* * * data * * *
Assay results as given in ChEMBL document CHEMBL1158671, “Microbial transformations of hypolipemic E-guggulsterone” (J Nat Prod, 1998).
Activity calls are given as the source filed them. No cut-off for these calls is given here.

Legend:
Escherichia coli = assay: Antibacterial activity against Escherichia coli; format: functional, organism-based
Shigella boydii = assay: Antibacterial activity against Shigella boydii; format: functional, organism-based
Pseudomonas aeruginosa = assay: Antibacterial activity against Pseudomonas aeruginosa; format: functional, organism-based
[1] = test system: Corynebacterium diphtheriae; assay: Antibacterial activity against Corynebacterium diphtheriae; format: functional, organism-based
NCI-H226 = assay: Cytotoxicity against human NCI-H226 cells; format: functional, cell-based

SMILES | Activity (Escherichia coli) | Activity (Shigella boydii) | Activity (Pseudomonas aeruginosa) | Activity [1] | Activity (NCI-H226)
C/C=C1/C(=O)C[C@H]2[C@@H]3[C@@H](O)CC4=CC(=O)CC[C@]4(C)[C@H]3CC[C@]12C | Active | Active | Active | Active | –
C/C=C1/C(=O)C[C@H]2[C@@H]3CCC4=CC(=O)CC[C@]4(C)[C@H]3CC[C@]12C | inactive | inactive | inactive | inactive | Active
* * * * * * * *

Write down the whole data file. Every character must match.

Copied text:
Assay results as given in ChEMBL document CHEMBL1158671, “Microbial transformations of hypolipemic E-guggulsterone” (J Nat Prod, 1998).
Activity calls are given as the source filed them. No cut-off for these calls is given here.

Legend:
Escherichia coli = assay: Antibacterial activity against Escherichia coli; format: functional, organism-based
Shigella boydii = assay: Antibacterial activity against Shigella boydii; format: functional, organism-based
Pseudomonas aeruginosa = assay: Antibacterial activity against Pseudomonas aeruginosa; format: functional, organism-based
[1] = test system: Corynebacterium diphtheriae; assay: Antibacterial activity against Corynebacterium diphtheriae; format: functional, organism-based
NCI-H226 = assay: Cytotoxicity against human NCI-H226 cells; format: functional, cell-based

SMILES | Activity (Escherichia coli) | Activity (Shigella boydii) | Activity (Pseudomonas aeruginosa) | Activity [1] | Activity (NCI-H226)
C/C=C1/C(=O)C[C@H]2[C@@H]3[C@@H](O)CC4=CC(=O)CC[C@]4(C)[C@H]3CC[C@]12C | Active | Active | Active | Active | –
C/C=C1/C(=O)C[C@H]2[C@@H]3CCC4=CC(=O)CC[C@]4(C)[C@H]3CC[C@]12C | inactive | inactive | inactive | inactive | Active